SPOKANE, Wash. - Any food bank's mission is to fight hunger in the community it serves and Second Harvest knows that means more than just handing out donations. That's why this spring they're finishing construction on a community kitchen to help teach low income families how to stretch their food even further.
The food bank has set aside 1,700 square feet in its warehouse for the community kitchen, a project
they say could change the way we fight hunger and poverty in our community. Thanks to its community partners, the food bank was able to raise about half of the $1 Million they need to build the kitchen and operate it for three years.
Once finished, the kitchen will allow 24 clients at a time to learn how to make better use of the products they get at Second Harvest, learning to cook meals from scratch and relying less on processed foods.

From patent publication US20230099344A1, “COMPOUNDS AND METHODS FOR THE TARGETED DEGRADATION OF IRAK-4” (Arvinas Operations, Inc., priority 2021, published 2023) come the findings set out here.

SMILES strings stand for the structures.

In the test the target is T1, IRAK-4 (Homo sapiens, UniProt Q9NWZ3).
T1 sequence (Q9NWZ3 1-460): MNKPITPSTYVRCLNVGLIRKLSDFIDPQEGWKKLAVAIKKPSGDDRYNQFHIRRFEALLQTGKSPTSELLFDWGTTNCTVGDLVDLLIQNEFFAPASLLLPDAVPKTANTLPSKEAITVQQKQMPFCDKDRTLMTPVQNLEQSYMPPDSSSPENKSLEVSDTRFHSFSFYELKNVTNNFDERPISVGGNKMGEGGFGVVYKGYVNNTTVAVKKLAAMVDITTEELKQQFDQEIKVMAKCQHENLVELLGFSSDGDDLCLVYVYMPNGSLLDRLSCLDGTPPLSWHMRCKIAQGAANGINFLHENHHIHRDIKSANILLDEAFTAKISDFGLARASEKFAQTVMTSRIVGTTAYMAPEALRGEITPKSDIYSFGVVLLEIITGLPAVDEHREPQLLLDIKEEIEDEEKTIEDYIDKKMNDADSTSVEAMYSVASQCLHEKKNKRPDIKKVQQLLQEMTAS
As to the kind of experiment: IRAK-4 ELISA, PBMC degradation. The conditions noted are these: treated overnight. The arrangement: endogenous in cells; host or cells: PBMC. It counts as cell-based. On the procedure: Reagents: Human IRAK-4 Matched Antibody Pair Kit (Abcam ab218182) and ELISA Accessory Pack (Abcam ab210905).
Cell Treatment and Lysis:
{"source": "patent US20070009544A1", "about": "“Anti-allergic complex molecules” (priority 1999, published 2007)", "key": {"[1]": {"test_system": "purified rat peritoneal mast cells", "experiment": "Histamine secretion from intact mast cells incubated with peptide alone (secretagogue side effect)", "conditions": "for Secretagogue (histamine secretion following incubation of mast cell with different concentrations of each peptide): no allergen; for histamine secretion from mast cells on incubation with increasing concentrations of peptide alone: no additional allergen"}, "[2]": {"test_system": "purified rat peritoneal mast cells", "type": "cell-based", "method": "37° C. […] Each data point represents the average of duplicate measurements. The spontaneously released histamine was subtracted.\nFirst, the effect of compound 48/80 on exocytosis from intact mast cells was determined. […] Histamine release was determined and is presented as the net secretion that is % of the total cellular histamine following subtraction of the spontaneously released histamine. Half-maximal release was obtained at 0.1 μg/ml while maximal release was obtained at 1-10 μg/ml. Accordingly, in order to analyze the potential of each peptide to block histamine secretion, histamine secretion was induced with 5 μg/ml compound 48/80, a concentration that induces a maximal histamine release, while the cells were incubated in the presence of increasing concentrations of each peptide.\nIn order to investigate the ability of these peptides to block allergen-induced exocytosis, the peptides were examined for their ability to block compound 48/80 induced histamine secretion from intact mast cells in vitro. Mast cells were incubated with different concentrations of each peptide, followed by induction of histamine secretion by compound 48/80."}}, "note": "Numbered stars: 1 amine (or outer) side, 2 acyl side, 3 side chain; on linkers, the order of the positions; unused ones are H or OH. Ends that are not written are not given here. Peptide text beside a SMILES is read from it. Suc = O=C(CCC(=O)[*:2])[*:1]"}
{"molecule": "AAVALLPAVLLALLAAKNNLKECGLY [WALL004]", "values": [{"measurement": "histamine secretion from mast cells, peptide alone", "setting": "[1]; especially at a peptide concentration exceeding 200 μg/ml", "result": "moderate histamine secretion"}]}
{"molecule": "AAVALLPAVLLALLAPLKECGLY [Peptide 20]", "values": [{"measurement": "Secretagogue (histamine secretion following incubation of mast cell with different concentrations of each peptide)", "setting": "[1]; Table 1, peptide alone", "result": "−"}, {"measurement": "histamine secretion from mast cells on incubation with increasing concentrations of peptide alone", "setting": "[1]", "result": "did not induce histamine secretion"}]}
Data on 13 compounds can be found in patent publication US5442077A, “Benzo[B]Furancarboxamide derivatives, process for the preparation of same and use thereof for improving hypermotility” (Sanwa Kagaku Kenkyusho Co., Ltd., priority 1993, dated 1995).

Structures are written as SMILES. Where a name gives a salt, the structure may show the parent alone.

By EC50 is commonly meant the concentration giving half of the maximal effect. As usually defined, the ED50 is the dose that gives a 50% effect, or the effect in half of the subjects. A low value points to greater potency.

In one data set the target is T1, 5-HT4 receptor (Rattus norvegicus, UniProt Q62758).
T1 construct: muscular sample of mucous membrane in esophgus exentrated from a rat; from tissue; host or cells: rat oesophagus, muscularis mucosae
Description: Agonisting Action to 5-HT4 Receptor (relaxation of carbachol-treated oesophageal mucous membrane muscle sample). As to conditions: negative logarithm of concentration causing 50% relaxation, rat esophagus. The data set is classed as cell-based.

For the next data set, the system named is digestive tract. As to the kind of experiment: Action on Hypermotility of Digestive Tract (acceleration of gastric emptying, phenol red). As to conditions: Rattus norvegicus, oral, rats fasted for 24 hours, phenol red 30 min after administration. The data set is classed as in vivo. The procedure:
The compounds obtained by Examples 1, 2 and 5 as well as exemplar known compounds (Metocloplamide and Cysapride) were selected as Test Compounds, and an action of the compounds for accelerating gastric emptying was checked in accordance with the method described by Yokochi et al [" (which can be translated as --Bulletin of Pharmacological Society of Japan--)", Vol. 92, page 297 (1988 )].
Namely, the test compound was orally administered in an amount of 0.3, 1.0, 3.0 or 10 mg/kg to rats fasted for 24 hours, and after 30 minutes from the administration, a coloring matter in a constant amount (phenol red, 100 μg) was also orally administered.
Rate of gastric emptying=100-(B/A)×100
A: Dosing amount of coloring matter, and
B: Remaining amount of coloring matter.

"When that happens, they become self sustaining, and when they become self sustaining and break that cycle of poverty that's when we see the health of our community at large improve," Melissa Cloninger with Second Harvest said.
Eventually Second Harvest hopes to train other instructors to take the lessons they learn here to other community food banks. In a few years there may even be other satellite kitchens through Second Harvest.
Construction should wrap up around June, and they will have about a month to work out all of the kinks in this project. They could start teaching their clients as early as this summer.
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